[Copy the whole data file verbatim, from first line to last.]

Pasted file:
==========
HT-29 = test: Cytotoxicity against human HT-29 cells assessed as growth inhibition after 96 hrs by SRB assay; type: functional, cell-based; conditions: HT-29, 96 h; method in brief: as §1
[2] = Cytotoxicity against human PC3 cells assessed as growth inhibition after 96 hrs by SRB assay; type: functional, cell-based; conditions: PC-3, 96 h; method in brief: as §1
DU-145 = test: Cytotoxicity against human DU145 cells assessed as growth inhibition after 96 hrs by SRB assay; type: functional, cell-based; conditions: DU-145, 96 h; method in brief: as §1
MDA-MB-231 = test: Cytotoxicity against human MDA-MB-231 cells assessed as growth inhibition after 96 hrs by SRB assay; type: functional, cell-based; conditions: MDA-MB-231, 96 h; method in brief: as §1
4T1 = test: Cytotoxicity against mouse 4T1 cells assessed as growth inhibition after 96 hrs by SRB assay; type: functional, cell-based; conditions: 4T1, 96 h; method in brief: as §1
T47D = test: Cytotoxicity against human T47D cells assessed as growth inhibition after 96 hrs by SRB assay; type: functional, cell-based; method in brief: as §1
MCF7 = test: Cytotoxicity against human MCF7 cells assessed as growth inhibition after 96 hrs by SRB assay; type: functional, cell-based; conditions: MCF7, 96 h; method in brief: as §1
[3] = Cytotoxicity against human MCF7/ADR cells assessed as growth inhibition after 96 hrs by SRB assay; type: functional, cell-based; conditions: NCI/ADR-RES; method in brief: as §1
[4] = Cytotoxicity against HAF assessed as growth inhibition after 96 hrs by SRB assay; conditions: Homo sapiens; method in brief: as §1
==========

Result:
HT-29 = test: Cytotoxicity against human HT-29 cells assessed as growth inhibition after 96 hrs by SRB assay; type: functional, cell-based; conditions: HT-29, 96 h; method in brief: as §1
[2] = Cytotoxicity against human PC3 cells assessed as growth inhibition after 96 hrs by SRB assay; type: functional, cell-based; conditions: PC-3, 96 h; method in brief: as §1
DU-145 = test: Cytotoxicity against human DU145 cells assessed as growth inhibition after 96 hrs by SRB assay; type: functional, cell-based; conditions: DU-145, 96 h; method in brief: as §1
MDA-MB-231 = test: Cytotoxicity against human MDA-MB-231 cells assessed as growth inhibition after 96 hrs by SRB assay; type: functional, cell-based; conditions: MDA-MB-231, 96 h; method in brief: as §1
4T1 = test: Cytotoxicity against mouse 4T1 cells assessed as growth inhibition after 96 hrs by SRB assay; type: functional, cell-based; conditions: 4T1, 96 h; method in brief: as §1
T47D = test: Cytotoxicity against human T47D cells assessed as growth inhibition after 96 hrs by SRB assay; type: functional, cell-based; method in brief: as §1
MCF7 = test: Cytotoxicity against human MCF7 cells assessed as growth inhibition after 96 hrs by SRB assay; type: functional, cell-based; conditions: MCF7, 96 h; method in brief: as §1
[3] = Cytotoxicity against human MCF7/ADR cells assessed as growth inhibition after 96 hrs by SRB assay; type: functional, cell-based; conditions: NCI/ADR-RES; method in brief: as §1
[4] = Cytotoxicity against HAF assessed as growth inhibition after 96 hrs by SRB assay; conditions: Homo sapiens; method in brief: as §1